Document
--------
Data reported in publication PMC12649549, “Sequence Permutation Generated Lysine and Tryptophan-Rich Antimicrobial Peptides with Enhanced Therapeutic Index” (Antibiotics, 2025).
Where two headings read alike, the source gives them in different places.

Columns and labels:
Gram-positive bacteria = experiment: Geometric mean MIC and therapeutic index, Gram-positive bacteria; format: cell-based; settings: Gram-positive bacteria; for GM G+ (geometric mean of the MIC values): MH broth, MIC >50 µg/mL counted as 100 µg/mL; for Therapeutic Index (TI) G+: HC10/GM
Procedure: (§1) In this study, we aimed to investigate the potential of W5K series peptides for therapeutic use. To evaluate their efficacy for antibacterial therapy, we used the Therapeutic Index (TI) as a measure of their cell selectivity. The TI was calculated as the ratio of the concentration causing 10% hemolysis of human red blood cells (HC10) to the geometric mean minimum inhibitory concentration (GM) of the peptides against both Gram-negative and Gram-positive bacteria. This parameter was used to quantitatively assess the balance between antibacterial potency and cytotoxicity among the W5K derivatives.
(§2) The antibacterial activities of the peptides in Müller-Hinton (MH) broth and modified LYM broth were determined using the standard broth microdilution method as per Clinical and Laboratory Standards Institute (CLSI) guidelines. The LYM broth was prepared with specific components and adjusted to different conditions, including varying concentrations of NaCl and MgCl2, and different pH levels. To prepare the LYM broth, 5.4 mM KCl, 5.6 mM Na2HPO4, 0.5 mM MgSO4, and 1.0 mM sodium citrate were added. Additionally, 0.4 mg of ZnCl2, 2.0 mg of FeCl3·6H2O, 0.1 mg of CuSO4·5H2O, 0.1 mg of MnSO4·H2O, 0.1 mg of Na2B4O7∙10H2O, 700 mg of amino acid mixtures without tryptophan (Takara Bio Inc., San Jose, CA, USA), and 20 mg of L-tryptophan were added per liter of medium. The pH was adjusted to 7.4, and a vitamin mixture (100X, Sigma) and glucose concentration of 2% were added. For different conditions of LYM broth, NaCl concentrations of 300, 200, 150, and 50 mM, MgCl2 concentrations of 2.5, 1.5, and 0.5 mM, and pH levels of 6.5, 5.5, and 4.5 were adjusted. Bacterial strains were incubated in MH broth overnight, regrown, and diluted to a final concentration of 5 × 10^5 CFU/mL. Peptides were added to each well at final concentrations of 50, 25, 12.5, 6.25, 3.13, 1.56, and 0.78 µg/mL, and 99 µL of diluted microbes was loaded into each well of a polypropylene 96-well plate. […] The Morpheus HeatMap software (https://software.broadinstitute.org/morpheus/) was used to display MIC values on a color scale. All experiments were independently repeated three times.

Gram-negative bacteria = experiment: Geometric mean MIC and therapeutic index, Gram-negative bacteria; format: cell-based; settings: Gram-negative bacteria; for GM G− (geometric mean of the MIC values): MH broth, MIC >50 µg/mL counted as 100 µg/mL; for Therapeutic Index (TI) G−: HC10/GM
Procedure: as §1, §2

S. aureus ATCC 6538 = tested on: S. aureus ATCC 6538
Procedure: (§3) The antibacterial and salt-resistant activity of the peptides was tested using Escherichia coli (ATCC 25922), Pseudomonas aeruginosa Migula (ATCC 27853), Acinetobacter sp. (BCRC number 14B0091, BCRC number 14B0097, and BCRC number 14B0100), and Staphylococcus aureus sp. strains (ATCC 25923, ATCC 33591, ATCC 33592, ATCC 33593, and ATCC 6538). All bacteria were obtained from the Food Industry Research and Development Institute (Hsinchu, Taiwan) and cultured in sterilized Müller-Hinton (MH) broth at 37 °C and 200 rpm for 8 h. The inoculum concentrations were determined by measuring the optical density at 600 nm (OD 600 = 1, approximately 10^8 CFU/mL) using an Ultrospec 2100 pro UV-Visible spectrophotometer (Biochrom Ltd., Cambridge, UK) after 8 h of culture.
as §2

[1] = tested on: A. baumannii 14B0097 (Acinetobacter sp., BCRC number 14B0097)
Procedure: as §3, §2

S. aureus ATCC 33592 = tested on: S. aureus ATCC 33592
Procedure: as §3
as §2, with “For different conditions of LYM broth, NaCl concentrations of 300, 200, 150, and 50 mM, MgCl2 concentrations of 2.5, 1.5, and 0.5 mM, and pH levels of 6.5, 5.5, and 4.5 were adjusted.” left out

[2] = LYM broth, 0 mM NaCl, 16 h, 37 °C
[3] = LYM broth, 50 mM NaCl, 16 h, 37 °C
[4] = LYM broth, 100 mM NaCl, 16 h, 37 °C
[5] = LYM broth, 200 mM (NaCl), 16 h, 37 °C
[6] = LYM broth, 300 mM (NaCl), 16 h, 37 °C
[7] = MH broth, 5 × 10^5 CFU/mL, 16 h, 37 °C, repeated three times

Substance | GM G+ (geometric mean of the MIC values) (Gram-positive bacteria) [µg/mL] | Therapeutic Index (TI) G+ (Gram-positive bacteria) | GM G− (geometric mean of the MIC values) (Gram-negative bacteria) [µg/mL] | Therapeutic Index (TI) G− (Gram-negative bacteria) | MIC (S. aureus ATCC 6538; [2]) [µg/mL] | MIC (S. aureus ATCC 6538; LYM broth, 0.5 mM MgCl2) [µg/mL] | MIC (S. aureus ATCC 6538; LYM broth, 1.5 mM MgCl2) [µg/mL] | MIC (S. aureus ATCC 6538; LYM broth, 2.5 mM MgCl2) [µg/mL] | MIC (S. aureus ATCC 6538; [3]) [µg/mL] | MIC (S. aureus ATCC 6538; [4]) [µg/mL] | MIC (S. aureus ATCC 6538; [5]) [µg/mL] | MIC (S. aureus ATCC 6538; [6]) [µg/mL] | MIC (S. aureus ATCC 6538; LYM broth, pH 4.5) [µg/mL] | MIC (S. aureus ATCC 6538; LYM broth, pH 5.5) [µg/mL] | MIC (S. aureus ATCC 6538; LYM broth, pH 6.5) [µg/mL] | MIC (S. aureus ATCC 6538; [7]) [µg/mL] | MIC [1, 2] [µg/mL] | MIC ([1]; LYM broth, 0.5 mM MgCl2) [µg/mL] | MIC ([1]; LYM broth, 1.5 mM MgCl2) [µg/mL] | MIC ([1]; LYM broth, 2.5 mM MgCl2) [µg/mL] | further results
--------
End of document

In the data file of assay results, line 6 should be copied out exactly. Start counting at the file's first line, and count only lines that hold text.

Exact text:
(§2) The antibacterial activities of the peptides in Müller-Hinton (MH) broth and modified LYM broth were determined using the standard broth microdilution method as per Clinical and Laboratory Standards Institute (CLSI) guidelines. The LYM broth was prepared with specific components and adjusted to different conditions, including varying concentrations of NaCl and MgCl2, and different pH levels. To prepare the LYM broth, 5.4 mM KCl, 5.6 mM Na2HPO4, 0.5 mM MgSO4, and 1.0 mM sodium citrate were added. Additionally, 0.4 mg of ZnCl2, 2.0 mg of FeCl3·6H2O, 0.1 mg of CuSO4·5H2O, 0.1 mg of MnSO4·H2O, 0.1 mg of Na2B4O7∙10H2O, 700 mg of amino acid mixtures without tryptophan (Takara Bio Inc., San Jose, CA, USA), and 20 mg of L-tryptophan were added per liter of medium. The pH was adjusted to 7.4, and a vitamin mixture (100X, Sigma) and glucose concentration of 2% were added. For different conditions of LYM broth, NaCl concentrations of 300, 200, 150, and 50 mM, MgCl2 concentrations of 2.5, 1.5, and 0.5 mM, and pH levels of 6.5, 5.5, and 4.5 were adjusted. Bacterial strains were incubated in MH broth overnight, regrown, and diluted to a final concentration of 5 × 10^5 CFU/mL. Peptides were added to each well at final concentrations of 50, 25, 12.5, 6.25, 3.13, 1.56, and 0.78 µg/mL, and 99 µL of diluted microbes was loaded into each well of a polypropylene 96-well plate. […] The Morpheus HeatMap software (https://software.broadinstitute.org/morpheus/) was used to display MIC values on a color scale. All experiments were independently repeated three times.